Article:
Tuesday, June 15, 2010
Kings of Convenience at Metro, 6/10/10
Norwegian folk duo the Kings of Convenience played at Chicago's Metro theater last Thursday. The concert was originally scheduled for last February, but had to be postponed because band member Eirik Glambek Bøe came down with swine flu. The show was definitely worth the wait.
I'm a moderate fan of the Kings of Convenience. I was first introduced to the band because band member Erlend Øye toured a couple years ago with my Scandinavian indie rock crush, Jens Lekman. Erlend's awkward charisma and awesomely bad dancing intrigued me. I am a fan of the Kings' two older albums, Riot in an Empty Street and Quiet is the New Loud. They have a quiet, peaceful, melancholy sound that is really nice when you're in the right mood. I also enjoyed Erlend Øye's techno side projects including the Whitest Boy Alive and his solo album Unrest. However, I haven't really gotten around to listening to the Kings' new album, Declaration of Independence, even though it's their first record in five years and has been out for almost a year. Which is to say that I wasn't the biggest fan there or the most familiar with the material, but I was interested to see how Erlend's charms held up with material that was darker and less danceable than his solo efforts.
A Californian band called Franklin for Short opened for the group. I had not heard of them before, but they were very impressively bearded. I half-expected them to sound like Leonard Skynyrd, but they had more of a conventional indie pop rock sound mixed with some alt-country twang. The band is sort of a blend of twee indie (they have a song named after everyone's least favorite gift, "Electric Blanket") and neo-hippie (hence the beards). I started out tolerating them, but their general affability, good lead guitar work, and use of the theremin won me over enough.
The audience for the show was different than I envisioned. Somehow I didn't think that a semi-obscure, Scandinavian folk duo that sounds vaguely like Simon and Garfunkel would have a mostly male, mostly preppy fan base (polo shirts abounded). Especially not one that loudly shouted and wooed like they were attending a sporting event. There were times, several in fact, that the audience was louder than the band.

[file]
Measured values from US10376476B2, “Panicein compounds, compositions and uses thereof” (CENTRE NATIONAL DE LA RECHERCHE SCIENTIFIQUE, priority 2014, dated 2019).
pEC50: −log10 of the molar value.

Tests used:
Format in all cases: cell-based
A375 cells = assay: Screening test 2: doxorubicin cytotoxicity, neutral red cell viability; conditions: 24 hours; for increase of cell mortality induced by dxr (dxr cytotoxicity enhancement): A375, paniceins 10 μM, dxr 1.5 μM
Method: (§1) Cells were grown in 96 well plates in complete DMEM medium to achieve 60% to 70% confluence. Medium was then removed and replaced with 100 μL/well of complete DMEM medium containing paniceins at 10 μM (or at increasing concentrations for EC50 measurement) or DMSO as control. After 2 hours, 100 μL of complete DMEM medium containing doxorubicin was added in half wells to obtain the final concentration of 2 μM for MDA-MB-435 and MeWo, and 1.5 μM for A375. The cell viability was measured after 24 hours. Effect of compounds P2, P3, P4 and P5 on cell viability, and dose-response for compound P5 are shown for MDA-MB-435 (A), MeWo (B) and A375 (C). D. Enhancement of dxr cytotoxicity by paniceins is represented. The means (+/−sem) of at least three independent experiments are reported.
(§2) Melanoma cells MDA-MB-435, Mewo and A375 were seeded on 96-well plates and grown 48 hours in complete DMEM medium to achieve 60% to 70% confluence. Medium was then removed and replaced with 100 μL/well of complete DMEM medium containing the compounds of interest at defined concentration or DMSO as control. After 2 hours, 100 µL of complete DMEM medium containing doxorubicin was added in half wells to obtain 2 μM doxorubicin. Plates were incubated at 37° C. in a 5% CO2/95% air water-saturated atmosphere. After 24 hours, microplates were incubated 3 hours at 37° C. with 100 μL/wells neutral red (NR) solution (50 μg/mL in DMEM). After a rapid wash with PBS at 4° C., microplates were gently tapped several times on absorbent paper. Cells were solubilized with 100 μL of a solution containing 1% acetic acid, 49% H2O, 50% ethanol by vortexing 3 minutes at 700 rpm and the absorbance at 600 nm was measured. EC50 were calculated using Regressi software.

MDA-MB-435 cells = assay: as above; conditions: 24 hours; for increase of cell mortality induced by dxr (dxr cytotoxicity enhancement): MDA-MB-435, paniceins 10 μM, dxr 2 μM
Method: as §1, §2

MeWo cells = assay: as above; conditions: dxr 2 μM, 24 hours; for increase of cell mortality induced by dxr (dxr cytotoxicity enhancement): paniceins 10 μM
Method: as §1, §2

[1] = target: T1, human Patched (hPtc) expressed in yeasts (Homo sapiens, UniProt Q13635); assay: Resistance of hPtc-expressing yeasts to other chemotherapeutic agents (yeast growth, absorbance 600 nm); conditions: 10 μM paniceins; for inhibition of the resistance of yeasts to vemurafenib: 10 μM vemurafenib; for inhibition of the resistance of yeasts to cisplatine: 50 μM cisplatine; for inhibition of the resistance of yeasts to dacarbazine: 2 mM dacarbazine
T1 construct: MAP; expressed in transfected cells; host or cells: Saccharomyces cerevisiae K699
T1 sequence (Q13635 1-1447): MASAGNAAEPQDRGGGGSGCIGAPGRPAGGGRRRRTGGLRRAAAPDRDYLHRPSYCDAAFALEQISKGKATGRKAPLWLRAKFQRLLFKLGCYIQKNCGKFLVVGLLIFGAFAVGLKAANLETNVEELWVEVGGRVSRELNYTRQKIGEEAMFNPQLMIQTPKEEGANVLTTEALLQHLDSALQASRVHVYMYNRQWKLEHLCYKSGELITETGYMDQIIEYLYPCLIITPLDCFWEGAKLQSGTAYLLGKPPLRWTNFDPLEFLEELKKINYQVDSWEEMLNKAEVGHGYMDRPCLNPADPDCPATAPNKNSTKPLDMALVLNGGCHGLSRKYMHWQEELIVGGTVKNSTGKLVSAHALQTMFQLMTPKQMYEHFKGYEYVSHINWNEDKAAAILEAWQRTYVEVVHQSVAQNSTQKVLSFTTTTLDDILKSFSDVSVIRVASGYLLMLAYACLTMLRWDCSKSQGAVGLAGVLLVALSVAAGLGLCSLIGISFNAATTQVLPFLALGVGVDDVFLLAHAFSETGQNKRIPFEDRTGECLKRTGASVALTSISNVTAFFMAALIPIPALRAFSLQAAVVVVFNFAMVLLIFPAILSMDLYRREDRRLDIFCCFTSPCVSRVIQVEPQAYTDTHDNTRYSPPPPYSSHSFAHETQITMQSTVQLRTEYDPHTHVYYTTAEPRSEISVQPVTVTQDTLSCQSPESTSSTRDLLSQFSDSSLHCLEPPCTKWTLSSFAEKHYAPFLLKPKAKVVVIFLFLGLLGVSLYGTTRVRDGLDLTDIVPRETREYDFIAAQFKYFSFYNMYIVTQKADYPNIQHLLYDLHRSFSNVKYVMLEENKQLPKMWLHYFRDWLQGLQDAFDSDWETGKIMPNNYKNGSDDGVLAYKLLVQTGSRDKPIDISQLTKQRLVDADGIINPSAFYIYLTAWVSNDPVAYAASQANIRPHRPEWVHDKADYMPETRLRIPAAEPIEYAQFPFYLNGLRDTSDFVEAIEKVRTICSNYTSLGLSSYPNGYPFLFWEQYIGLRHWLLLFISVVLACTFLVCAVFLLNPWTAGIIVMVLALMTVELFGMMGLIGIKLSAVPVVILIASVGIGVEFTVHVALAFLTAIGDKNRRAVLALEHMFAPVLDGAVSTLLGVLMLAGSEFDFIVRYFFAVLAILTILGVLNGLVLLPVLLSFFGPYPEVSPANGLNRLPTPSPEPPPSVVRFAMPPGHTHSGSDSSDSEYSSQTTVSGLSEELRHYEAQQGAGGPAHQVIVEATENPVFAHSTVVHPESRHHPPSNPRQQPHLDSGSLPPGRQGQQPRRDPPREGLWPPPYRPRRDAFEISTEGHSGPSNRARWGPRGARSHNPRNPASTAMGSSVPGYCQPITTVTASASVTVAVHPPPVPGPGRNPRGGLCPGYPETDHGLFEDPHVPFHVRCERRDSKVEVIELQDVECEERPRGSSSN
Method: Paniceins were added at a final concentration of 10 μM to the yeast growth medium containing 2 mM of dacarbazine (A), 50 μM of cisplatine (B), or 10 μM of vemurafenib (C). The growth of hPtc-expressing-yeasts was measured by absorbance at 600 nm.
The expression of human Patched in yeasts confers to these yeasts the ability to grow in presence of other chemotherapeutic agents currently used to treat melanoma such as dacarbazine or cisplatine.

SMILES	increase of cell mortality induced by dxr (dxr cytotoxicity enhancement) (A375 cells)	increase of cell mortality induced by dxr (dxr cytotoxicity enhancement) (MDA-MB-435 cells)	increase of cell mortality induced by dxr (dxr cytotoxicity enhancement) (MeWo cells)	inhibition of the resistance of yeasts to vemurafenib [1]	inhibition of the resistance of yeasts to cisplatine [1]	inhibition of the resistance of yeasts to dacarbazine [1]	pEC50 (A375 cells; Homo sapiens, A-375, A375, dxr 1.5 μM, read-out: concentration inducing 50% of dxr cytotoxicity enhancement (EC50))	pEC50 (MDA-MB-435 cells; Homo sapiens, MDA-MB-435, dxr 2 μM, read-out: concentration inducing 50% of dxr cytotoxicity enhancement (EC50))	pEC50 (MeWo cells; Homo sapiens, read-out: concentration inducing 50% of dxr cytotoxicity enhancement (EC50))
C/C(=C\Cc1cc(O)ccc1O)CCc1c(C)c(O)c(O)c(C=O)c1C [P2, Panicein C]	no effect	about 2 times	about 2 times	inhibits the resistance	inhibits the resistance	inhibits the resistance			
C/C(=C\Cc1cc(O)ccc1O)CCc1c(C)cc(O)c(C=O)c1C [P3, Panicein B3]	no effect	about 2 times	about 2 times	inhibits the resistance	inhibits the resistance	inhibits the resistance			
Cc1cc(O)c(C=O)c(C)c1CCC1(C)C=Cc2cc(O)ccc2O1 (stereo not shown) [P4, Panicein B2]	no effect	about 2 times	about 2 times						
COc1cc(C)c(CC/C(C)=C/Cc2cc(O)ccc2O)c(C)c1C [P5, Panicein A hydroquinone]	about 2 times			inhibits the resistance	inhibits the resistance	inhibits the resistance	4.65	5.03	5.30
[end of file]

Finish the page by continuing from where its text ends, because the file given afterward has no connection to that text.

The Kings took the stage a little bit before 8:30 and played for over an hour and half. Musically, the show was a little less than perfect. Metro is a larger concert venue and was packed full of rowdy super fans; the King's delicate sound wasn't quite big enough to fill the room. They also had some technical problems, including Øye's guitar making an irritating feedback noise. Still, that wasn't really my draw to this show. Bøe and Øye have known each other since they were fifteen (both are in their mid-30s now), so they had a lived-in onstage chemistry and peppered their performance with humorous stories about each other. Gangly and bespectacled, Erlend Øye looks like one of the least likely rock stars in the world. However, he is probably one of the most charismatic performers in indie rock. Øye's persona definitely emphasizes his awkwardness. However, he was able to captivate the audience with his off kilter comments and nerdy enthusiasm. At one point, he made the comment, "You are a very strange audience," prompting an audience member to yell back, "You are very strange too!" Erlend could only nod his head in agreement.
The band played a variety of songs from their different albums, but material from their most popular album, Riot on an Empty Street, was best received by the audience. Later during the show, Franklin for Short joined the Kings to play back up and finally gave them enough sound to fill up the room. Additionally, it allowed Erlend to showcase some of his awkward dancing skills. The highlight of the evening was the closer, a cover of Paul Simon's "You Can Call Me Al." During which, Erlend encourage the audience to form a dancing circle which he jumped off stage to join. Along side with Dan Deacon and Greg Gillis (aka. Girl Talk), Øye is one of the few indie rockers with enough pizazz and lunacy to be a genuine rock star.